By: Don Shaw email: (570) 543-2961

PA House Sends Comprehensive Response Bill to Gov. Wolf’s Desk, would curtail governor’s use of emergency powers

PA House Sends Comprehensive Response Bill to Gov. Wolf’s Desk, would curtail governor’s  use of emergency powers

Harrisburg, PA

The Pennsylvania House sent a comprehensive response bill to Gov. Tom Wolf’s desk and the Republican caucus strongly urges the governor to sign the bill immediately. The bill would serve to curtail the governor’s current use of emergency powers.

“Millions of Pennsylvanians are out of work, and those receiving unemployment worry they may not have an employer to return to when restrictions are lifted,” House Majority Leader Bryan Cutler (R-Lancaster) said. “The multi-faceted approach, developed with bipartisan input, helps move our government forward and makes up for lost time in efforts to help our state rebuild and recover.”

Senate Bill 327 would do the following to help Pennsylvanians respond to the COVID-19 pandemic:

• Establish an inter-branch COVID-19 cost and recovery task force.
• Establish a county emergency mitigation plan for businesses, allowing local government to work with local health and emergency officials to develop reopening strategies that meet their unique circumstances.
• Provide emergency regulatory tolling, which means putting any new regulations not related to COVID-19 on a temporary pause before being implemented.
• Require the governor to notify the General Assembly any time a specific statute or regulation is suspended, modified or waived under executive order.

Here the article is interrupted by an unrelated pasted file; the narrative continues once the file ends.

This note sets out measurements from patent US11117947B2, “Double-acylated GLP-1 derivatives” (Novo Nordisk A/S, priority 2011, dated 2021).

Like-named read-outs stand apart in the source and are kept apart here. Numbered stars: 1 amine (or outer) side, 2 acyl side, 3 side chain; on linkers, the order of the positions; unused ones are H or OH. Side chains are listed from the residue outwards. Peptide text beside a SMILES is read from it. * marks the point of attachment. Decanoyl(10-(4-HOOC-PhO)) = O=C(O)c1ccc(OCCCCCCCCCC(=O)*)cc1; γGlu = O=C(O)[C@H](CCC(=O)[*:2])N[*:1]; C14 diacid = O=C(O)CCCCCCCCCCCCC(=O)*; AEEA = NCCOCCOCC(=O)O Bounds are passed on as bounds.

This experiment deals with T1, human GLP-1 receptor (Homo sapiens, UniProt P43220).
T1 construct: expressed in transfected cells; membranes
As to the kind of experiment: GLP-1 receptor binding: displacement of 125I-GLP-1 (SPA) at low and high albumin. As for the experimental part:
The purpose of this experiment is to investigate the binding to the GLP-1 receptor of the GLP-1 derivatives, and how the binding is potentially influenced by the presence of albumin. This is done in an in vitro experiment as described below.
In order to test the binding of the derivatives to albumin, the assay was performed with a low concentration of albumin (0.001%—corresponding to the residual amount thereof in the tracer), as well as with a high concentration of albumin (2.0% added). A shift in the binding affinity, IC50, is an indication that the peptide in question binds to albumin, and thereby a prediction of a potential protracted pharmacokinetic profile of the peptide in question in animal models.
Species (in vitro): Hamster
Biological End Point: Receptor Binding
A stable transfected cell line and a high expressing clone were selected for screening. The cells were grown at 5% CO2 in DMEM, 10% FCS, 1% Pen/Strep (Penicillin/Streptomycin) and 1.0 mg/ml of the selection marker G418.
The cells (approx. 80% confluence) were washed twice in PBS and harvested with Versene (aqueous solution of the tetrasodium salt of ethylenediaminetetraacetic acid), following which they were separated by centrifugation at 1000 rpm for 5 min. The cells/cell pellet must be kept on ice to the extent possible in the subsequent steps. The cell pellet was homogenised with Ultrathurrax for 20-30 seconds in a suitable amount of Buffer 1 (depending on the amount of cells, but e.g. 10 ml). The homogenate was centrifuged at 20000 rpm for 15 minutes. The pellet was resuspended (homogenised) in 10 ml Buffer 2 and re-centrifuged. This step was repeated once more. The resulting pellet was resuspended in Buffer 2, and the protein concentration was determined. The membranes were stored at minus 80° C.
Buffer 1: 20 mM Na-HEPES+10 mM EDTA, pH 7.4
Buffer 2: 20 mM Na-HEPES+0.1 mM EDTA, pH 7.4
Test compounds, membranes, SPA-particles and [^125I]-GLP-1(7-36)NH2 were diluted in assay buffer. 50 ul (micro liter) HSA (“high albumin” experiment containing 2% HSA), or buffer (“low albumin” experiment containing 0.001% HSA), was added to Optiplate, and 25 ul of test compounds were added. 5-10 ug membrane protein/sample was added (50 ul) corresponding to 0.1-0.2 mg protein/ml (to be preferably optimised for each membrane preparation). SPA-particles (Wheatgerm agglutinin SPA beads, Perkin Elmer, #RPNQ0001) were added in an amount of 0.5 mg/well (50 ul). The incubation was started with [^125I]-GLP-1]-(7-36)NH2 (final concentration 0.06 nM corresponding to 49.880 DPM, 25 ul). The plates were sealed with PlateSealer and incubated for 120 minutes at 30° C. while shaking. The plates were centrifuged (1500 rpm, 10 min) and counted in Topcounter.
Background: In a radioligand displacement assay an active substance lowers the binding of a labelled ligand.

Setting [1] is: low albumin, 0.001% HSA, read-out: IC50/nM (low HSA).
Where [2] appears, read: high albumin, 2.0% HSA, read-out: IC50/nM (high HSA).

• Work to find significant cost reductions by examining and potentially refinancing all state debts, and also produce a comprehensive report of all state-owned properties and leases.

“Gov. Wolf has asked every Pennsylvanian to make significant sacrifices to their daily lives, including to their individual liberties,” Cutler said. “It is imperative that we show our residents that those sacrifices will be recognized by their government. Counties are taking strides to develop their own testing and reopening plans and should be empowered to make decisions for their own communities.

“There is nothing to celebrate about this virus; however, one impact is substantially reduced borrowing costs. Fully examining state debts, establishing a recovery task force and putting a temporary pause on new regulations, are all important steps in helping our state rise from this pandemic stronger than ever before.”